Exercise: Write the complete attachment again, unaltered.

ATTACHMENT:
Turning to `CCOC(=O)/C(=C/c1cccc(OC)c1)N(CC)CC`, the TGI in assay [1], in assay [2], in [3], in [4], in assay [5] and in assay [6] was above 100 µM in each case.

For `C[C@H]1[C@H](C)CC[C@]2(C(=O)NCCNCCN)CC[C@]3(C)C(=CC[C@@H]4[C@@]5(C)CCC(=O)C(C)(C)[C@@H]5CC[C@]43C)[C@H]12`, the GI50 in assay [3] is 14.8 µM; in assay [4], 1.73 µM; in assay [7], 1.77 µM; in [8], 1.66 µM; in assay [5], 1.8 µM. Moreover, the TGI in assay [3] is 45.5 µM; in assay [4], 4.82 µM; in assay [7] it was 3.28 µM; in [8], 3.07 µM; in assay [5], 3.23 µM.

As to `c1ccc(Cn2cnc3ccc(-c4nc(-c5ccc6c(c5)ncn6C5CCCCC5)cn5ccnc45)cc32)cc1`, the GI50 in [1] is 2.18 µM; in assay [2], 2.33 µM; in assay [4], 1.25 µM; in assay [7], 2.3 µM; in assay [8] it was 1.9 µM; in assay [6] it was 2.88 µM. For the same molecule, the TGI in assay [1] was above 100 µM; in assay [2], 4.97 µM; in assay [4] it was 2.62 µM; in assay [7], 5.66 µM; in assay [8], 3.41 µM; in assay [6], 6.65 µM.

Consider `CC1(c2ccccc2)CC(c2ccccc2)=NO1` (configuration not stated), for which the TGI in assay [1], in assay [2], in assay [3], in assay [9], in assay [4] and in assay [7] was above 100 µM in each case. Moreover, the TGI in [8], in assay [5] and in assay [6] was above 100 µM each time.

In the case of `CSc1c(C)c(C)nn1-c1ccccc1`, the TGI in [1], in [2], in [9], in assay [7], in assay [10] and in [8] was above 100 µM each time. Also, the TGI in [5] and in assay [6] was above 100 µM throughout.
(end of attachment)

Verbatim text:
Turning to `CCOC(=O)/C(=C/c1cccc(OC)c1)N(CC)CC`, the TGI in assay [1], in assay [2], in [3], in [4], in assay [5] and in assay [6] was above 100 µM in each case.

For `C[C@H]1[C@H](C)CC[C@]2(C(=O)NCCNCCN)CC[C@]3(C)C(=CC[C@@H]4[C@@]5(C)CCC(=O)C(C)(C)[C@@H]5CC[C@]43C)[C@H]12`, the GI50 in assay [3] is 14.8 µM; in assay [4], 1.73 µM; in assay [7], 1.77 µM; in [8], 1.66 µM; in assay [5], 1.8 µM. Moreover, the TGI in assay [3] is 45.5 µM; in assay [4], 4.82 µM; in assay [7] it was 3.28 µM; in [8], 3.07 µM; in assay [5], 3.23 µM.

As to `c1ccc(Cn2cnc3ccc(-c4nc(-c5ccc6c(c5)ncn6C5CCCCC5)cn5ccnc45)cc32)cc1`, the GI50 in [1] is 2.18 µM; in assay [2], 2.33 µM; in assay [4], 1.25 µM; in assay [7], 2.3 µM; in assay [8] it was 1.9 µM; in assay [6] it was 2.88 µM. For the same molecule, the TGI in assay [1] was above 100 µM; in assay [2], 4.97 µM; in assay [4] it was 2.62 µM; in assay [7], 5.66 µM; in assay [8], 3.41 µM; in assay [6], 6.65 µM.

Consider `CC1(c2ccccc2)CC(c2ccccc2)=NO1` (configuration not stated), for which the TGI in assay [1], in assay [2], in assay [3], in assay [9], in assay [4] and in assay [7] was above 100 µM in each case. Moreover, the TGI in [8], in assay [5] and in assay [6] was above 100 µM each time.

In the case of `CSc1c(C)c(C)nn1-c1ccccc1`, the TGI in [1], in [2], in [9], in assay [7], in assay [10] and in [8] was above 100 µM each time. Also, the TGI in [5] and in assay [6] was above 100 µM throughout.